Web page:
You see, in the midst of all of that loss and pain and grief … in the midst of the desert of destructions and sacrifice… as they looked out upon that broken world and believed that there had to be something more than this… they named what they were longing for – peace – and they set it before them as a vision for what they would pursue.

In 1926, Congress officially recognized the date as a legal holiday – a “recurring anniversary of this day, commemorated with thanksgiving and prayer and exercises designed to perpetuate peace through good will and mutual understanding between nations.”

And yet, even with that vision of peace before us, it was not the war to end all wars.
There was a second world war, and then the Korean conflict, and we know that since those days countless of our brothers and sisters, sons and daughters, friends and neighbors have served our country around this world.
In 1954, aware of this reality, President Eisenhower proclaimed that we would expand this day to honor the veterans of all wars and to “reconsecrate ourselves to the task of promoting an enduring peace so that their efforts shall not have been in vain.”

In the midst of our own desert of perpetual war and violence, we believe there has got to be something more than this.
And so we cry out every year, longing and thirsting for God’s peace to prevail across this world.

Maybe the question is… have we truly reconsecrated ourselves to the task of peace?
Simply marking a holiday is not enough…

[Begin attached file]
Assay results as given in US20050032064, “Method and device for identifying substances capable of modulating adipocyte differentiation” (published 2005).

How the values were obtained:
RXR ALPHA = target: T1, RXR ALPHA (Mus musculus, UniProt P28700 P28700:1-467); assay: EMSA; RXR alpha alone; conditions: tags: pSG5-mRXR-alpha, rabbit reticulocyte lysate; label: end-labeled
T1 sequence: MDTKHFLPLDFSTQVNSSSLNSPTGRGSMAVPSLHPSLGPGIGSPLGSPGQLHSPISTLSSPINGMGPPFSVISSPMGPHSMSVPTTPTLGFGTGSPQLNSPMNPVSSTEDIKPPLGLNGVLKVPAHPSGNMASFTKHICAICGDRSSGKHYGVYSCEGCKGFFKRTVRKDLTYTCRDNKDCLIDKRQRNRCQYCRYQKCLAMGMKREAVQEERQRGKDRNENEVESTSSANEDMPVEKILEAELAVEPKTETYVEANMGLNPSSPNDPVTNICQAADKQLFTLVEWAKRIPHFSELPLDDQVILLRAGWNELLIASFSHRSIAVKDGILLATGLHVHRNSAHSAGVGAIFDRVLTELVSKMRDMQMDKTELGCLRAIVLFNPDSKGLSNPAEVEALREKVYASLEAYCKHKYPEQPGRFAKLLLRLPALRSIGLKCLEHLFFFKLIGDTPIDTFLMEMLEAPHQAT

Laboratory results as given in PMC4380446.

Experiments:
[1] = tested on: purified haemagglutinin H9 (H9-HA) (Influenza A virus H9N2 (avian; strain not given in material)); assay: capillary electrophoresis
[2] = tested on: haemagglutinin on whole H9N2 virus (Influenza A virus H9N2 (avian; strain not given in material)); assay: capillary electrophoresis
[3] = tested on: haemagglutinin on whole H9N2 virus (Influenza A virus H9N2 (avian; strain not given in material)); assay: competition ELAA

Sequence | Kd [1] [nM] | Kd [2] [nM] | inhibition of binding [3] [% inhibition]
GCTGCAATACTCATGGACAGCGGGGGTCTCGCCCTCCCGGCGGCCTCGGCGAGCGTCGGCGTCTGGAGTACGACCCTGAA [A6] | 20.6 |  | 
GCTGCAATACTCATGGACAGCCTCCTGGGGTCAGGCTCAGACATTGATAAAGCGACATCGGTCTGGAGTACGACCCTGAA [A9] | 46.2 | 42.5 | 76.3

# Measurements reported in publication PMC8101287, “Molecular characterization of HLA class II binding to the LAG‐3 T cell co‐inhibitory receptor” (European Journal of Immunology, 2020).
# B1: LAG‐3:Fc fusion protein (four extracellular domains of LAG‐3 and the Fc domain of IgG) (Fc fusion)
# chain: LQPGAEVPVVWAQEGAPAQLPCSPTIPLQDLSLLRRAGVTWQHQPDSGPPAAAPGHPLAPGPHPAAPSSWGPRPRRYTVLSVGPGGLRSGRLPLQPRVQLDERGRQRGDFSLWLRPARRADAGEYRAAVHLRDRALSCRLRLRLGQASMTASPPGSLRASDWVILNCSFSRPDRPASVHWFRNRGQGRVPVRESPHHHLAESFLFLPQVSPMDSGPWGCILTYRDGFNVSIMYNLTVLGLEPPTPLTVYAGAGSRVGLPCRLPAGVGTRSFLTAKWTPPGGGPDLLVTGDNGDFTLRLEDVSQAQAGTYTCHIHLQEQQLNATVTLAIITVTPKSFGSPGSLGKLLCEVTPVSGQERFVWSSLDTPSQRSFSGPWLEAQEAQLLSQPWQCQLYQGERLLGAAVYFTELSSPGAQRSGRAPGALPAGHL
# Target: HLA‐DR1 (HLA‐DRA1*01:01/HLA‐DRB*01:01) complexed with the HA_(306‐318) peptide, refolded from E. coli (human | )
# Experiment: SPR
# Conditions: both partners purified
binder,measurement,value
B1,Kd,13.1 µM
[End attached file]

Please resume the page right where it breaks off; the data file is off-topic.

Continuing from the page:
How are we called to live differently in order to help God’s peace to be known all across this world? How do we lift up our hands and call upon God’s name and allow the divine power and glory to shape our world?

This past week, a colleague wrote a reflection about the kind of preparation she plans to do in the wake of more violence. Instead of preparing her church for someone who might burst in with a weapon, she wants to prepare her church to work against violence in this world.
And friends, there are lots of ways we can do that.

We can mentor students in our schools who are at risk for joining gangs.
We can work to provide better mental health care for our neighbors.
We can respond to domestic violence and take seriously the stories of women who are assaulted and work to not only keep them and their families safe, but provide help for those who are perpetrators.
We can get to know our neighbors and become a part of creating a community where people have one another’s backs and look out for what is happening.
We can talk about the gospel stories that teach us how to respond to oppression and injustice and hatred – often by heaping on extra doses of love and compassion and working for justice.
We can be a church that helps our children, especially our boys, learn healthy ways to express their emotions and to play so that they don’t grow up to believe that anger has to be expressed through violence.

If in the midst of this desert of violence, we turned our eyes to God and allowed that vision of peace to quench our thirst…
if that was the deep well from which we as a church and as a community chose to drink from…
if in the midst of this barren and hopeless struggle we chose to turn our eyes to the Lord and to bless God’s holy name and to cling to the one who has been our help…
then like David, we might find our souls satisfied.

May it be so. Amen.